Aside from provoking shock, disgust, and denial, last week’s news of Egyptian parliamentarians trying to pass a “farewell intercourse” law legalizing sex with one’s wife up to six hours after she dies has yet to be fully appreciated.
To start, consider the ultimate source of this practice: it’s neither the Muslim Brotherhood nor the Salafis; rather, as with most of Islam’s perversities—from adult breastfeeding to pedophilia marriage—Islamic necrophilia is traced to the fount of Islam, its prophet Muhammad, as found in a hadith (or tradition) that exists in no less than six of Islam’s classical reference texts, including Kanz al-‘Umal by Mutaqi al-Hindi and Al-Hujja fi Biyan al-Mahujja, an authoritative text on Sunni Doctrine, by Abu Qassim al-Asbahani.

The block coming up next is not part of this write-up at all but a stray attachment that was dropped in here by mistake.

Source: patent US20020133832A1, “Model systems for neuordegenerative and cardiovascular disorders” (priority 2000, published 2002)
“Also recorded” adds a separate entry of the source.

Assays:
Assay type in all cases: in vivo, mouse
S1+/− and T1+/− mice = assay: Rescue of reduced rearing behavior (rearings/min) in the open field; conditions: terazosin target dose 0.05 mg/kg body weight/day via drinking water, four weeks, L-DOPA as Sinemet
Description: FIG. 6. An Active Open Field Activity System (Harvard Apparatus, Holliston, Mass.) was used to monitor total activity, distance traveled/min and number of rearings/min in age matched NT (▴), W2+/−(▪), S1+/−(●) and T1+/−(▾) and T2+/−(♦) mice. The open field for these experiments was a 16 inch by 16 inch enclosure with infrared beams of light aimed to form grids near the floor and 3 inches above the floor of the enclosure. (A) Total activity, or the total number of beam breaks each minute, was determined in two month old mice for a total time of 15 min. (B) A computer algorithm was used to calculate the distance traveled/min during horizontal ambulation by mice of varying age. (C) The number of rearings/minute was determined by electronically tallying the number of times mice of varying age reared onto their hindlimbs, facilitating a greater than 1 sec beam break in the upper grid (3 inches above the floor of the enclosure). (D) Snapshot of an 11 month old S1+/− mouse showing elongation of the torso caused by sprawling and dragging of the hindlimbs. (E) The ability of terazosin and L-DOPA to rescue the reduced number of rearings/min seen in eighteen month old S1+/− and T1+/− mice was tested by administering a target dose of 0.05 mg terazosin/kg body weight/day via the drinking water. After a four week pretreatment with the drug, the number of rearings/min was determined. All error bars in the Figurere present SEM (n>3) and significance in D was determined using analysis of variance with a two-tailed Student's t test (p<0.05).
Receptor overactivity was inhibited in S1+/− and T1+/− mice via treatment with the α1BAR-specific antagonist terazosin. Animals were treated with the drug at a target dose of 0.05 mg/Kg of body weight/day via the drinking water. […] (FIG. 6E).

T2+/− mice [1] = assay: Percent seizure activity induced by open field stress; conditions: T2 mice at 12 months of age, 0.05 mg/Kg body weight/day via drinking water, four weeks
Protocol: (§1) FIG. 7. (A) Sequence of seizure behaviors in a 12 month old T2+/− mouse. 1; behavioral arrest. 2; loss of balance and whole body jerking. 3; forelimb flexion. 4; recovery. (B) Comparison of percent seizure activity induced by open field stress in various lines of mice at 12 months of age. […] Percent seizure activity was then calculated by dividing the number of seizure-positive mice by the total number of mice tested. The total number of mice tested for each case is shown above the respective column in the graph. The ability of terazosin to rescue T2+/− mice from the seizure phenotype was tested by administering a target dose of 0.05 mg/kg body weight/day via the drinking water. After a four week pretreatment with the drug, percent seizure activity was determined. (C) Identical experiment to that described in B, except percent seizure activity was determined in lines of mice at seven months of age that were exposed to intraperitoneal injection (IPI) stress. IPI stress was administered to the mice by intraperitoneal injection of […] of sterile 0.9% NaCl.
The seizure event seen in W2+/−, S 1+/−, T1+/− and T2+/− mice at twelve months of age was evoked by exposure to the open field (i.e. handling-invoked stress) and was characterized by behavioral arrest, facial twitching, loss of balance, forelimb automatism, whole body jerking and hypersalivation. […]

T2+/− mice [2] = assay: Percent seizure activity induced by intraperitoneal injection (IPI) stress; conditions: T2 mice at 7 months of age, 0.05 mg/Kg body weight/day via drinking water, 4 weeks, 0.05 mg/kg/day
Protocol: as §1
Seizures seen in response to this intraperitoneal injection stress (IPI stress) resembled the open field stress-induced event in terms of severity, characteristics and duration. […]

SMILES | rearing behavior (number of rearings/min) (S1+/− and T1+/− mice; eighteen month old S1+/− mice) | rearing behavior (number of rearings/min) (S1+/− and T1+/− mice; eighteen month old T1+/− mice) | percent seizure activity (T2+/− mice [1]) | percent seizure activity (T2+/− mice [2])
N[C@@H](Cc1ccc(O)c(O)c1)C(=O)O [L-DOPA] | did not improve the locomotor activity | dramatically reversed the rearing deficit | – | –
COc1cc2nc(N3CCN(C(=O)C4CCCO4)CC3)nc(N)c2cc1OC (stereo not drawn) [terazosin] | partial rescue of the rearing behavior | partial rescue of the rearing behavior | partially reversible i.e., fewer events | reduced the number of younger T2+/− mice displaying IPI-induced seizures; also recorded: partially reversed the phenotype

According to this hadith, Muhammad took off his shirt and placed it on a dead woman and “lay” with her in the grave. The buriers proceeded to bury the corpse and the prophet with dirt, exclaiming, “O Prophet, we see you do a thing you never did with anyone else,” to which Muhammad responded: “I have dressed her in my shirt so that she may be dressed in heavenly robes, and I have laid with her in her grave so that the pressures of the grave [also known as Islam’s “torments of the grave”] may be alleviated from her.”
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